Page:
has not always dominated the Illinois landscape. Glacial ice, steppe
vegetation, and deciduous and coniferous forests have covered the state.
have advanced and retreated many times over the last 1.8 million years
(scientists refer to this time period as the Pleistocene).
During the last two glaciations, the Illinois and the Wisconsin, ice covered major portions of the state.
Wisconsin, the ice advanced into Illinois approximately 30,000 years ago.
It reached farthest south (at Shelbyville, Illinois) by 24,000 years ago.
It then advanced and retreated several times before finally disappearing
from the State by about 17,000 years ago.
During the Illinois, 186,000 to 128,000 years ago, ice covered most of Illinois.
what we know about the changing plant communities and past environments
in Illinois is based on fossil pollen. (use
back button to return here) Many plants are wind pollinated, and some of
this pollen falls or is washed into lakes and wetlands, where it is preserved
in the sediments.
have learned what the forests in different areas of Illinois looked like
by studying fossil pollen.
Pollen data from several sites in southern Illinois provide some information on plant communities present during the late Illinois and early Wisconsin Ice Ages, and the time between the two glaciers.
End of the Illinois glacier
and Central Illinois
These data show that when the Illinoisian ice retreated, a conifer
forest grew and covered southern Illinois. The dominant trees were spruce
and pine. Today, this type of forest exists along the Canadian border with
the United States and northward. So we know the climate must have been
Between glaciers (Interglacial)
between glacial periods first became warmer and wetter, and the conifer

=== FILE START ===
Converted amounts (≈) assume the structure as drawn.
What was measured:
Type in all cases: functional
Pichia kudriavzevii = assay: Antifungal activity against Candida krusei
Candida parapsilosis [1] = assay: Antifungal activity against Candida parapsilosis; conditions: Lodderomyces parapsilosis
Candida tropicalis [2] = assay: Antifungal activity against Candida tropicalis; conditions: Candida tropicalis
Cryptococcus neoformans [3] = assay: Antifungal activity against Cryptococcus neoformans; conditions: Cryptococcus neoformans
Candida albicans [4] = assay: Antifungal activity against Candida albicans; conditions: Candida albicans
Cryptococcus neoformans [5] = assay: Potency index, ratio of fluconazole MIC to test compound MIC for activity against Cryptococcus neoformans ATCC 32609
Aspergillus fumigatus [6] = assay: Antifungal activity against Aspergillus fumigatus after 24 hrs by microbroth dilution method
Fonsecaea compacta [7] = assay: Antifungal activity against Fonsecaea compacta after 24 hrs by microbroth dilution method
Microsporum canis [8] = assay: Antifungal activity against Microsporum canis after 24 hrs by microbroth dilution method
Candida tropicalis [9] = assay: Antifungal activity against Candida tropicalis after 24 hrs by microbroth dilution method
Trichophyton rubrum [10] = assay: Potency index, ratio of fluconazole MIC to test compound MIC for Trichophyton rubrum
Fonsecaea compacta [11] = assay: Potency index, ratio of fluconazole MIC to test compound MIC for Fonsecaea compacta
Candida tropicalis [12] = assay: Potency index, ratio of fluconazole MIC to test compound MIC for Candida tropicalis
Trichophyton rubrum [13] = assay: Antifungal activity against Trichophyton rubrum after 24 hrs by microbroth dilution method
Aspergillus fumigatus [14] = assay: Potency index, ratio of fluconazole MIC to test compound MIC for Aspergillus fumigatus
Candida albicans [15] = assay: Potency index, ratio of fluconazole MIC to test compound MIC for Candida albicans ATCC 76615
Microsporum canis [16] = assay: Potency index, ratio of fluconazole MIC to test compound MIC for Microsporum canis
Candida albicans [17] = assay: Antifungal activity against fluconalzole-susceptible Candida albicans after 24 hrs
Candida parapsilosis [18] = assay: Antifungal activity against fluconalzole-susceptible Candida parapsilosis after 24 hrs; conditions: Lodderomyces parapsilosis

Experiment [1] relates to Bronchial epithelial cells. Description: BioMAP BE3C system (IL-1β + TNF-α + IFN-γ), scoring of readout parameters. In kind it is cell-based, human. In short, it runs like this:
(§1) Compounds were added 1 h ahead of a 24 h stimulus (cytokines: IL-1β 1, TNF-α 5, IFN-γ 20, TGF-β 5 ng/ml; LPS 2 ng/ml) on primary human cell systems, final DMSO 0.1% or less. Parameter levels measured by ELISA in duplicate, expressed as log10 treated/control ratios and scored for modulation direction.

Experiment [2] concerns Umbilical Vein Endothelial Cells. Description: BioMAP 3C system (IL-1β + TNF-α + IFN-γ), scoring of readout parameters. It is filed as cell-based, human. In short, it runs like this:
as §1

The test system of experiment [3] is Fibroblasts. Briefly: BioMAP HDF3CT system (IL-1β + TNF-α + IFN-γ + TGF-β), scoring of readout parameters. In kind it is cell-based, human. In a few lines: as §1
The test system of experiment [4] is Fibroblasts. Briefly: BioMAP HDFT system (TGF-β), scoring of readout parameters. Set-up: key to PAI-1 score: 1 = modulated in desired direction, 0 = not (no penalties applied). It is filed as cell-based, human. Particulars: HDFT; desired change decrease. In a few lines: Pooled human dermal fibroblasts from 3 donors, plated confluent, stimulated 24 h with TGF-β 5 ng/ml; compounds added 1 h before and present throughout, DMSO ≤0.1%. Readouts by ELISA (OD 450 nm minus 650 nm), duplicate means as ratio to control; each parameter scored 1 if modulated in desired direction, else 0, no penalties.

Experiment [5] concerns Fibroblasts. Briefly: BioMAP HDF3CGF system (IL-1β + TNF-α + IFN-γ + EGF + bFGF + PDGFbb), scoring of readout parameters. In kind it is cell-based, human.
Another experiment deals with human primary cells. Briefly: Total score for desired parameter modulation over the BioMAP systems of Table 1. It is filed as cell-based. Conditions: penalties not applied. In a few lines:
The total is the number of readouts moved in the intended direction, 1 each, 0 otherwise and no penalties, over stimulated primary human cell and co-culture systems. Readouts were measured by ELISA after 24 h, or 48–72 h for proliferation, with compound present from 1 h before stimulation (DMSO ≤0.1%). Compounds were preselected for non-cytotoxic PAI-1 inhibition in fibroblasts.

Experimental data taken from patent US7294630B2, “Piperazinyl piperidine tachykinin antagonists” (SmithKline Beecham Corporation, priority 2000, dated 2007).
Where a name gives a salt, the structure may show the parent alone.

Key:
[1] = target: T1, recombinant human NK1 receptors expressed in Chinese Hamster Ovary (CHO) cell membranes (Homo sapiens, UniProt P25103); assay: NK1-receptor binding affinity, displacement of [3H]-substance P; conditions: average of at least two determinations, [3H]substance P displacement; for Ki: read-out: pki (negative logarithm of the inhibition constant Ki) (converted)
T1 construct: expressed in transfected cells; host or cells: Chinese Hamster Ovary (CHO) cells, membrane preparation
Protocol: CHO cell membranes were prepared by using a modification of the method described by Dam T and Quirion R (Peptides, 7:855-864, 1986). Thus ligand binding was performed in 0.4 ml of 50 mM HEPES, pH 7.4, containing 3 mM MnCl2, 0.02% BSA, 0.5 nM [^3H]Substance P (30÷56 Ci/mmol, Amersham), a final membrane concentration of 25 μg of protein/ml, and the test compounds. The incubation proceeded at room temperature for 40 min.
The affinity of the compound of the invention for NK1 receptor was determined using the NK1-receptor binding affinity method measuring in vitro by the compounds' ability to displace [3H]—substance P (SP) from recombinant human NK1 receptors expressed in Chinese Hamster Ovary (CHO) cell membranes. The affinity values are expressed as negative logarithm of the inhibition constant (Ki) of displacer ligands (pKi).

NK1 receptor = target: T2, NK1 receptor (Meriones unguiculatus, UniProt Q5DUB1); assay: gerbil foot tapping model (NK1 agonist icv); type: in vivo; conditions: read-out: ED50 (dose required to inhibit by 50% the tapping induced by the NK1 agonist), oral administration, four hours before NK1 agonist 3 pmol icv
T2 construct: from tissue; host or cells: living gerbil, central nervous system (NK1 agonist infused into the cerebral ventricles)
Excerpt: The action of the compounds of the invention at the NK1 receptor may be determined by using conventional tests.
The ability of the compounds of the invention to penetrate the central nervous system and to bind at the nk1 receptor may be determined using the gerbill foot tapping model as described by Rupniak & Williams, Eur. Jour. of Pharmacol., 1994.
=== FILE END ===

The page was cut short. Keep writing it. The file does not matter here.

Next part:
forest was replaced (slowly and gradually) by a deciduous forest characteristic in more temperate climates. The dominant trees were oak, elm, hickory, and beech. As the climate continued to become warmer and drier, savanna-type vegetation developed. Grasses, ragweed, and oak became most common.
of the Wisconsin glacier
A deciduous forest developed at the end of the last interglacial as conditions became moister. As the Wisconsin ice advanced the climate became drier and cooler. Open spruce forests developed by the end of the Wisconsin glaciation. This type of forest prefers a cooler and drier climate than does a deciduous forest.
Pollen data from Biggsville, a site in northwestern Illinois, provide a record of plants growing during a period that occurred just before the Wisconsin ice advanced into Illinois - a time from approximately 36,000 to 30,000 years ago.
Wisconsin glacier arrives
beginning of this period, jack pine and spruce were common, but spruce
became more dominant as climate became cooler. Pine had disappeared by
the time the glaciers advanced into Illinois. The Wisconsin glacier overrode
a spruce forest (use back button to return here) as it advanced into
the glacier margin, tundra developed, and this persisted for some time after the glacier retreated. Sedges (grass-like plants) were common in the tundra vegetation.
spruce logs, Tonica Illinois